At the “Media Development and Sustainability in Africa Conference”, media economic studies professor and former director of Oxford University’s Reuters Institute (2010 – 2014) Robert G. Picard said that the inefficacy and lack of sustainability of media development projects in developing countries is due to the that Western development programs and agencies make efforts to develop media outlets to serve urgent foreign policy objectives of the home countries of said agencies, rather than set sustainable development objectives for media in these countries.
He added that the Western development programs’ efforts to develop media outlets sought to recreate the media forms and practices of the West verbatim, without a proper acknowledgement of the wide variances between Western societies and those of developing countries. “What is worse,” – he added – "is that there is an effort to recreate media types and systems that are declining and failing in the developed world.”
Picard said that the teaching of Western media principles and practices has drastically failed to develop a healthy press in many areas, because Western programs and agencies specialized in media development did not take into account the existence of different social and cultural realities in these countries.
Picard’s points highlight the most prominent issues in Western media financing programs, namely that they analyse the media scene in developing countries from a purely Western approach, believing that by re-enacting Western media work patterns and principles, they can solve the problems of media in developing countries.
In fact, they might actually be causing their aggravation, as neither the political climates in “third world” or “post-colonial” countries are free or democratic, nor do their problems or cultural contexts resemble those in western societies. Hence, when media financing programs focus on issues such as women’s political empowerment, they miss out on the fact that these issues are symptoms of a root cause: a political system in which neither men nor women enjoy free political say.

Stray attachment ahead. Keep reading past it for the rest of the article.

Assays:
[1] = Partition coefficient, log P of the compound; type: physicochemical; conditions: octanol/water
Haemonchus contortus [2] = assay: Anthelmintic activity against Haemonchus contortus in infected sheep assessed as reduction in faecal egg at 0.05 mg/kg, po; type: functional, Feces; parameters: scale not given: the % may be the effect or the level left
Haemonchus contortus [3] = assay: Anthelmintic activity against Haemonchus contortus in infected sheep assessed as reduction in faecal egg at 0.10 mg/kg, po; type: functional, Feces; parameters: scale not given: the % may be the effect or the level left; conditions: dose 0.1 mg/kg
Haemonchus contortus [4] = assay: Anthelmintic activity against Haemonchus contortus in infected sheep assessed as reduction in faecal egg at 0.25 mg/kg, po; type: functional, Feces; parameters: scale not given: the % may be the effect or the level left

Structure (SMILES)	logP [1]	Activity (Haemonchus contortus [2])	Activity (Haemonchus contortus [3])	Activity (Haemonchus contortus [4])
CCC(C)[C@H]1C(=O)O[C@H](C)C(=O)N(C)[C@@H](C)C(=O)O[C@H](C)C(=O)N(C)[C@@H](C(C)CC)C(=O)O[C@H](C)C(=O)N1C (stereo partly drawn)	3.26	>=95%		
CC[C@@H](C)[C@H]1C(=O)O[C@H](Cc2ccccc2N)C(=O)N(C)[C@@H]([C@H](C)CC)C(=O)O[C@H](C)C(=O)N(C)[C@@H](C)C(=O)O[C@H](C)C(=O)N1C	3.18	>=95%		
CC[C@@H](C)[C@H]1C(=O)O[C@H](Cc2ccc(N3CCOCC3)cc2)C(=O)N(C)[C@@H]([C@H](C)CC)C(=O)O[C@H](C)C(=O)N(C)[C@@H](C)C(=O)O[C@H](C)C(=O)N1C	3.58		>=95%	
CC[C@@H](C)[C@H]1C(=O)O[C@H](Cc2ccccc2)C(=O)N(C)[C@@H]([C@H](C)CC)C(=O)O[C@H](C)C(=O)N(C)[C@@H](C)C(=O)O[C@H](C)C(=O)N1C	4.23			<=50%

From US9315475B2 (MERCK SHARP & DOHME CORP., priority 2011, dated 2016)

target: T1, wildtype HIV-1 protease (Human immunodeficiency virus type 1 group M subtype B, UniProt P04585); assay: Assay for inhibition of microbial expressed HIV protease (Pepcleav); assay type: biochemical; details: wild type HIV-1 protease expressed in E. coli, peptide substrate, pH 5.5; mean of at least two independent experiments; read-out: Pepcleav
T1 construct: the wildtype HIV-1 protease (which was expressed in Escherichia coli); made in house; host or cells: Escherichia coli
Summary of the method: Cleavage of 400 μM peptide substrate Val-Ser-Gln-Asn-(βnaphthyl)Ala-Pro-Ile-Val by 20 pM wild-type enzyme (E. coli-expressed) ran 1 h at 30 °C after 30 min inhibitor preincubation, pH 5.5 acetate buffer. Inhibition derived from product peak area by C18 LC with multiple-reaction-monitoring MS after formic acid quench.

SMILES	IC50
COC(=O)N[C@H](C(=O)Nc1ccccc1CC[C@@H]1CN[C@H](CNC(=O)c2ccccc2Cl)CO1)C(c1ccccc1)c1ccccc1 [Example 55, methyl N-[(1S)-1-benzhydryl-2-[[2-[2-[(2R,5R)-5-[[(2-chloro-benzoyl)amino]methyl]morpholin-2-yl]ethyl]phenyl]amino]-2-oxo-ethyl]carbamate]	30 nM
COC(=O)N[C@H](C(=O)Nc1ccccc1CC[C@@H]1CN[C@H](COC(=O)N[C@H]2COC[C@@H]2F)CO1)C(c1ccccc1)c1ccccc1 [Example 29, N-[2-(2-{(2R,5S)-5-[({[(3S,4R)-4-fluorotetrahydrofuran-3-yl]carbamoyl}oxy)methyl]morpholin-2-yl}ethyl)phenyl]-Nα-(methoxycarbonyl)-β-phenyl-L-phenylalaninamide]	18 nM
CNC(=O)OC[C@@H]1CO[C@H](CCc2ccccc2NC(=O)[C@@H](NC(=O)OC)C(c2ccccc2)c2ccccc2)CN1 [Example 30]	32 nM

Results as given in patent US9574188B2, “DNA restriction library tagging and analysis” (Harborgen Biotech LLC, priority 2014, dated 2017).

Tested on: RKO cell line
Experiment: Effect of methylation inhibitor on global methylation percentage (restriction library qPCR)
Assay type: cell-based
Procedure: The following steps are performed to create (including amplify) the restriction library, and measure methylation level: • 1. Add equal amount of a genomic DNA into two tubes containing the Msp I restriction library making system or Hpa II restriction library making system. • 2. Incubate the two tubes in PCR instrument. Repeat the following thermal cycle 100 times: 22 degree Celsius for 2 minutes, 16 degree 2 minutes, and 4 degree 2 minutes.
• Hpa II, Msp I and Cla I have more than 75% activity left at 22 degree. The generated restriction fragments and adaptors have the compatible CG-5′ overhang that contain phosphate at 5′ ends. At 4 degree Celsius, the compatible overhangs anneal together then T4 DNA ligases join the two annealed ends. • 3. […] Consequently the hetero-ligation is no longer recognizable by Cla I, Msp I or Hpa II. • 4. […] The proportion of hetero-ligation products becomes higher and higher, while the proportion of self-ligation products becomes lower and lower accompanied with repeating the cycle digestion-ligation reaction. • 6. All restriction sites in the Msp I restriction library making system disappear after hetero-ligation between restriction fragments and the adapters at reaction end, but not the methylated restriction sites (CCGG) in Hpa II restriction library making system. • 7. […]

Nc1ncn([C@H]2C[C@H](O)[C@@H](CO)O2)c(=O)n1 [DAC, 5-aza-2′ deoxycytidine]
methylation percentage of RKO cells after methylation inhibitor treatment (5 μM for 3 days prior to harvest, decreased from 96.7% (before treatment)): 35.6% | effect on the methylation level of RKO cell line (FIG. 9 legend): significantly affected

Thus, financing programs target issues, which, while undeniably important, do not address the root of these problems. For financing programs to focus on issues such as governance without seriously working on the independence of the media, they leave journalists exposed to legislative systems that restrict their freedom and criminalise them should they indeed hold the authority accountable. Asking journalists to expose corruption without a legal umbrella that facilitates their access to information nor their own protection, means that journalists will be restricted to the limited information they are allowed access to, which, by necessity, will not encompass major corruption cases that hit to the core of society’s interests.
We cannot understand Western media financing programs as separate from the concept of cultural hegemony, which was used prominently in post-colonial studies as it pertains to the nature of imposing northern countries’ knowledge discourse and production on the south.
In this context, cultural hegemony – as defined by Italian philosopher Antonio Gramsci, who explained that control is achieved not only by imposing actual power, but also by imposing ideas – is the domination of a culturally diverse society by the ruling class, which manipulates the culture of that society (beliefs and explanations, perceptions, values, etc.).
Hence, the worldview of the “ruling class” becomes the prevalent culture, and its narrative became the only one deemed “rational.” Through social institutions such as universities, schools, places of worship, courts and others, the ruling class imposes its values, principles and beliefs.